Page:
The initial wave of PCIe 4.0 NVMe SSDs put emphasis on raw benchmark numbers, with power consumption remaining an afterthought. The targeting of high-end desktop platforms ensured that it was not much of a concern. However, with the rise of notebook and mini-PC platforms supporting PCIe 4.0, power consumption and thermal performance became important aspects. With the gaming segment tending to be the most obvious beneficiary of PCIe 4.0 in the consumer market, speeds could also not be sacrificed much in this pursuit. DRAM-less SSDs tend to be more power-efficient and also cost less, while delivering slightly worse performance numbers and consistency in general. There are multiple DRAM-less SSD controllers in the market such as the Phison E19T (used in the WD_BLACK SN750 SE and...
Yesterday Western Digital and SanDisk announced their collaboration for hybrid hard drives (or SSHDs as they are now called). The idea behind the move is that SanDisk will supply...30 by Kristian Vättö on 5/9/2013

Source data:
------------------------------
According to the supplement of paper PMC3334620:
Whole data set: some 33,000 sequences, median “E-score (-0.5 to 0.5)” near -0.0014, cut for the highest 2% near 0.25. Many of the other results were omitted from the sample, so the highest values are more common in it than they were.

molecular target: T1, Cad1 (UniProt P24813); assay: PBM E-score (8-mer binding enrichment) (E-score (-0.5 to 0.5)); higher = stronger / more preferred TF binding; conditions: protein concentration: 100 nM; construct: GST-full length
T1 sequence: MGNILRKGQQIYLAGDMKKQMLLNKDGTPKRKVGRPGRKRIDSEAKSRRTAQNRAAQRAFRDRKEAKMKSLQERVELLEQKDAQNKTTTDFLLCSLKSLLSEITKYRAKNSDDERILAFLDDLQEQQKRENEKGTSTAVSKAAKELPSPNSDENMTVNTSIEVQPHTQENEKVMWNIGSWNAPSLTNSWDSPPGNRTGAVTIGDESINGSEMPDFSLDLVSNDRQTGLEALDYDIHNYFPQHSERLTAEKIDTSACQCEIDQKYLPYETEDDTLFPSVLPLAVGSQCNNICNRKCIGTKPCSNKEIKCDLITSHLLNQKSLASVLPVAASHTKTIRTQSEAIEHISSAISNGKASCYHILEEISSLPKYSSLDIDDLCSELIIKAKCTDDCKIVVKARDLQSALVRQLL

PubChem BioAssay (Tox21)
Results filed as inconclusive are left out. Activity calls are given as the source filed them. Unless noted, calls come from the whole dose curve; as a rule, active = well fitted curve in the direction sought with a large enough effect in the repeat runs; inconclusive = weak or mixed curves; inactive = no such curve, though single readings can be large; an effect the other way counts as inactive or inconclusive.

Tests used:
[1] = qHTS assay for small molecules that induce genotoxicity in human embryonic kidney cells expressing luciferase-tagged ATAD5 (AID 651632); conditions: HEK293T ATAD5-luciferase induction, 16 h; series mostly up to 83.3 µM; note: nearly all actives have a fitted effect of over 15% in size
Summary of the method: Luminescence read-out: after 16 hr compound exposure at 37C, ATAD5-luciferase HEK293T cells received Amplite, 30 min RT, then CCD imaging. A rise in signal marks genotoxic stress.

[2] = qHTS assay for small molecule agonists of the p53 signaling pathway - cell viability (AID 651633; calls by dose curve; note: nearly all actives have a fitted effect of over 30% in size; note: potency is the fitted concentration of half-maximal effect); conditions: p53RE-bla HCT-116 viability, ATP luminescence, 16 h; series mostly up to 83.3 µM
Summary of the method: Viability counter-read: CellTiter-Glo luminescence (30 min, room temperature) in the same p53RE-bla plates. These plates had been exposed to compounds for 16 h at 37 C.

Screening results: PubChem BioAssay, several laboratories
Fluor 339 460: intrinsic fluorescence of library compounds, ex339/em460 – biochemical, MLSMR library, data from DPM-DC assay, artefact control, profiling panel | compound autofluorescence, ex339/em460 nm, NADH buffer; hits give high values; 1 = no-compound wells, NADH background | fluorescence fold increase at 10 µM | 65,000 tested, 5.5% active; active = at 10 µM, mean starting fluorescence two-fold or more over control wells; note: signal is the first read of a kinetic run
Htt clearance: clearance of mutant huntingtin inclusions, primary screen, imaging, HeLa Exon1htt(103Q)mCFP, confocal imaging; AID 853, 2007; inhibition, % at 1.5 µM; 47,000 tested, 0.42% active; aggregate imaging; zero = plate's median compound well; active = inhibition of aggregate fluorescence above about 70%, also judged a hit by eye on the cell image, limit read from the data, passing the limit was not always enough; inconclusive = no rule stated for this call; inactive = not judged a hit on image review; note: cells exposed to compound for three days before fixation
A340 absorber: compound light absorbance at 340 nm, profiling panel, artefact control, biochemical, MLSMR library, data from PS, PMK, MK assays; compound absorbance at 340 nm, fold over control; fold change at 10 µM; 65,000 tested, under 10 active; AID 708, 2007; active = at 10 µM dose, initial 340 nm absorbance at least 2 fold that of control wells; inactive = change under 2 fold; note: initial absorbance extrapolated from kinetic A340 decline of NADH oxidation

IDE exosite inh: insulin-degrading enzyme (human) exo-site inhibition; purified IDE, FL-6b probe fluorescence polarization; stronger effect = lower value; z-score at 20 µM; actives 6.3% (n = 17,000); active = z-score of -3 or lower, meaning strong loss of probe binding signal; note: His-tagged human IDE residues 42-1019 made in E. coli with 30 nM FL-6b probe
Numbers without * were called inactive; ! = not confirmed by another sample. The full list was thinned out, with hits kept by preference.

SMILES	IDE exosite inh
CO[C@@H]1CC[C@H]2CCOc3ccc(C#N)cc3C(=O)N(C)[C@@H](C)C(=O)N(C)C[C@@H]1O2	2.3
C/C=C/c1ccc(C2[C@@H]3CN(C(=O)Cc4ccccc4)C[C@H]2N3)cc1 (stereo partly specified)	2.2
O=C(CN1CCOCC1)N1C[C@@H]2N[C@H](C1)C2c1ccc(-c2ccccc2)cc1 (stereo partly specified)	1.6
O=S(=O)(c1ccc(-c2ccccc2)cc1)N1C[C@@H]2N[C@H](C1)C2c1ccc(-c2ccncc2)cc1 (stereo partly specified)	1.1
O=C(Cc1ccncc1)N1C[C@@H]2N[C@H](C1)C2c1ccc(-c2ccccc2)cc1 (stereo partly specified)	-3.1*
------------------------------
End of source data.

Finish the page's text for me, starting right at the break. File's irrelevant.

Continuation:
There has always been some level of lottery involved when buying an SSD-equipped Mac. The first Mac to start the lottery was the 2010 MacBook Air, which initially used...31 by Kristian Vättö on 2/5/2013
Computex is now running at full power and announcements are coming from everywhere. SanDisk just launched their latest addition to their enterprise storage portfolio: the Lightning PCIe SSA. SanDisk...3 by Kristian Vättö on 6/4/2012
As we found out in our Z68 review, Intel's SRT (SSD Caching) is basically a software tool baked into Intel's RST driver - there's no real hardware requirement in...14 by Anand Lal Shimpi on 5/31/2011
I met with SanDisk earlier today and to my surprise they had an ASUS UX Ultrabook in their meeting room. It turns out that at least one model in...13 by Anand Lal Shimpi on 5/31/2011
After 11 years of partnership, Sandisk and Toshiba's timing could not have been better. Just seven days after losing the NAND crown to Intel and Micron (IMFT) they announce...35 by Jason Inofuentes on 5/5/2011